Massachusetts Governor Deval Patrick is signaling a willingness to compromise his proposed 1.9 billion dollar expansion of state spending on education and transportation. At the same time, he rallied ground troops to support the overall plan – including a hike in the income tax.
Hundreds of charged-up activists jammed a statehouse auditorium, among them Belchertown resident Kursten Halliburd and her young daughter. Halliburd supports the governor’s plan to boost education spending by 900 million dollars, and end waiting lists for early education programs.
“I have two young kids, one’s two-years-old and she’s five. And they’re in childcare and I just really support early learning and I feel like every kid deserves to be off to a good start.”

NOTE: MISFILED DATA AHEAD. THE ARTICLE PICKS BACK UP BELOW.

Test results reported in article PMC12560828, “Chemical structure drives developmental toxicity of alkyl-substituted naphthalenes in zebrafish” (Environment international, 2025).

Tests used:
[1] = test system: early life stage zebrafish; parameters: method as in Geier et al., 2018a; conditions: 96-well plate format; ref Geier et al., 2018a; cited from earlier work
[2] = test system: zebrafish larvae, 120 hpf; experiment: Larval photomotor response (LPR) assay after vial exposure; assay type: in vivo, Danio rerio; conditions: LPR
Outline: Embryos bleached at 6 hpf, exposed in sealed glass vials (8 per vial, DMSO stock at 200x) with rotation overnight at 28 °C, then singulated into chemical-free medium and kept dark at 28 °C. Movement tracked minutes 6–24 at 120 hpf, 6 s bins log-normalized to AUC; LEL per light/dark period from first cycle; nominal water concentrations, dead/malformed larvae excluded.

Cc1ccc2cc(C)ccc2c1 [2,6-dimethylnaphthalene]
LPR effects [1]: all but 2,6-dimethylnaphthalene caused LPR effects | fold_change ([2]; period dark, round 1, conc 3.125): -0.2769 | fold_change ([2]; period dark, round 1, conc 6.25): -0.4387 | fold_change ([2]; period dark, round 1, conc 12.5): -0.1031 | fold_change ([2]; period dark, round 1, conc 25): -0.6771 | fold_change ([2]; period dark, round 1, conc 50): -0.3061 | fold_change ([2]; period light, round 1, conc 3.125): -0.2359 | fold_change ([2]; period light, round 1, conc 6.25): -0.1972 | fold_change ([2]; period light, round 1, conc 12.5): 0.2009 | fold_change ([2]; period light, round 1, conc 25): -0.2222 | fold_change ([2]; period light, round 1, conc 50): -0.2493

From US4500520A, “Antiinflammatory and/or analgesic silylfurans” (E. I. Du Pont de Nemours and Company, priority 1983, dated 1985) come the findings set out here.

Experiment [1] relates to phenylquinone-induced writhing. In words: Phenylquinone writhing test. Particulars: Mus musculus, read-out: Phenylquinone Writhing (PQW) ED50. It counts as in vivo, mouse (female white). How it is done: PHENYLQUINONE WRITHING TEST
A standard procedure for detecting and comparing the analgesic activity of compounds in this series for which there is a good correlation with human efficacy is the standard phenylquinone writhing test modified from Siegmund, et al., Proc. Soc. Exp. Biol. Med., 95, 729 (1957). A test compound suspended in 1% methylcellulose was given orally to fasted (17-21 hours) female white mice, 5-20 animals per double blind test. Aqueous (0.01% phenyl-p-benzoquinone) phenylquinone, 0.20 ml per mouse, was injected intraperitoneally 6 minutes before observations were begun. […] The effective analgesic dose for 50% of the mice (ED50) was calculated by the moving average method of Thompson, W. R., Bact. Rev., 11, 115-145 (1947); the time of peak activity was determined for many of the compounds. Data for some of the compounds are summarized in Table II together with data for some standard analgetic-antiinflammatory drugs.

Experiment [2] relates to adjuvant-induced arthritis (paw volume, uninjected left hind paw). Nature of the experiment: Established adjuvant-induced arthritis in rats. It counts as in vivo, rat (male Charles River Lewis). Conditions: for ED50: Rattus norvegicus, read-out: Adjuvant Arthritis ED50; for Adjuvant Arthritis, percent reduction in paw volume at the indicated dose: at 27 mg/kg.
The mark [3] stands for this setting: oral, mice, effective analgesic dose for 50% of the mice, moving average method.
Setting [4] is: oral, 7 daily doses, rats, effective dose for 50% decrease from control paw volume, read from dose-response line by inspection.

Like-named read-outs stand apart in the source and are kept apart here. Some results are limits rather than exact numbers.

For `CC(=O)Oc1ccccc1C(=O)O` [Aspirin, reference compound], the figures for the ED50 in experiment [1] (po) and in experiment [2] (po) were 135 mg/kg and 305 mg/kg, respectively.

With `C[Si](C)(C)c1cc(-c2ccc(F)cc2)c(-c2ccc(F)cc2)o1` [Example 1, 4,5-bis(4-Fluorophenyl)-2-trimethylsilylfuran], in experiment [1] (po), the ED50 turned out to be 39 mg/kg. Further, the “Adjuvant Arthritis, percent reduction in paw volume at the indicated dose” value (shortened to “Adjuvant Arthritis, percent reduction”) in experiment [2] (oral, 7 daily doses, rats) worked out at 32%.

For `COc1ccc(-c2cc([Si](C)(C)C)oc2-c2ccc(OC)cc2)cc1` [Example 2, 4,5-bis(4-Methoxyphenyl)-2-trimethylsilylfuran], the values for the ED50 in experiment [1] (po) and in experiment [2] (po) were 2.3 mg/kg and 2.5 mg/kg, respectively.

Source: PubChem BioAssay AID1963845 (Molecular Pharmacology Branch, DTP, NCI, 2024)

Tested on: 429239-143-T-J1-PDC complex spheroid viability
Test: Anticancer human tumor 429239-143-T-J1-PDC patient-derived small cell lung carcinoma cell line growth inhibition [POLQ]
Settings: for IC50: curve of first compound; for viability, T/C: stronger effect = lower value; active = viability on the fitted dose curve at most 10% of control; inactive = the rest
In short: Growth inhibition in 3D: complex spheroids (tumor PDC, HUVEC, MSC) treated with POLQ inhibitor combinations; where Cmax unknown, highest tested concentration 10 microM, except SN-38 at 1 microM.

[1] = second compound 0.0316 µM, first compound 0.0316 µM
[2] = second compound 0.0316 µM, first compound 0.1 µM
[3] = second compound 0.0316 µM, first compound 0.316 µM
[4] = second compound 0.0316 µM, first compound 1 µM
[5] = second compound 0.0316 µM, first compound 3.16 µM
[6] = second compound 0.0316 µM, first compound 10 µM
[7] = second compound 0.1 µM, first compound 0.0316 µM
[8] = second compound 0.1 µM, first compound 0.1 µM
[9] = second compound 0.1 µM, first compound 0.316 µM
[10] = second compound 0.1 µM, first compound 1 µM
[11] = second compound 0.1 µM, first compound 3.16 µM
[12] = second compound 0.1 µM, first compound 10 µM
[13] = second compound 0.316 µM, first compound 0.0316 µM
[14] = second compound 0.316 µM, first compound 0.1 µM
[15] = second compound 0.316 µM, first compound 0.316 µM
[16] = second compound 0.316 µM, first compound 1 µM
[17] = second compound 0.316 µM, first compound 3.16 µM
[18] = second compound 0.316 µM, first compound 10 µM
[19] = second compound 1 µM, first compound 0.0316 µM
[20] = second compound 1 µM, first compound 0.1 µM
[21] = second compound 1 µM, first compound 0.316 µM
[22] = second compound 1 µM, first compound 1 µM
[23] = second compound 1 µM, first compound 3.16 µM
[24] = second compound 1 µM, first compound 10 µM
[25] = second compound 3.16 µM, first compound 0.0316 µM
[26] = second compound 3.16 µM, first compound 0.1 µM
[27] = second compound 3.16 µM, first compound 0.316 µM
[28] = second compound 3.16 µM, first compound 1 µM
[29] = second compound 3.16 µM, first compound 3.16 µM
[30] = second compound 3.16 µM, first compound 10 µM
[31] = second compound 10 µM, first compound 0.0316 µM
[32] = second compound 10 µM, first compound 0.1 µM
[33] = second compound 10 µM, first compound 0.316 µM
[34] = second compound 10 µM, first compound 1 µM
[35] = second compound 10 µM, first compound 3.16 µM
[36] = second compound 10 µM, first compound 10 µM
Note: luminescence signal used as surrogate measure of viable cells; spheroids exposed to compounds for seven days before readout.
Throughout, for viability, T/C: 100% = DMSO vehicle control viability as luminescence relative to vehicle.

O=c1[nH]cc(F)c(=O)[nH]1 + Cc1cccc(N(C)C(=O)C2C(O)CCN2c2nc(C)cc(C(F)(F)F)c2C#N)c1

And union members, community activists and others at the rally seemed content with the Governor’s proposal to raise the income tax, while doubling personal exemptions to soften the effect on some taxpayers. Patrick told them that on the whole, taxes would go up for Bay State families making more than 62,000 a year, and stay level or go down for those making less. He called on the crowd to work for his vision.
“Or are we going to do what we have done over and over and over again in this Commonwealth, and just push the can down the road.”
Patrick and his staff are beginning an open dialogue with lawmakers about the price tag. He’s cited a reduction in his proposal to boost local aid as one budget-trimming option. He says he’s willing to consider a modest gas tax hike to help pay for his transportation plans. And the administration says there’s room to negotiate on specific highway projects to be funded next year — although Patrick emphasize that the final plan should not be “Boston-centric.”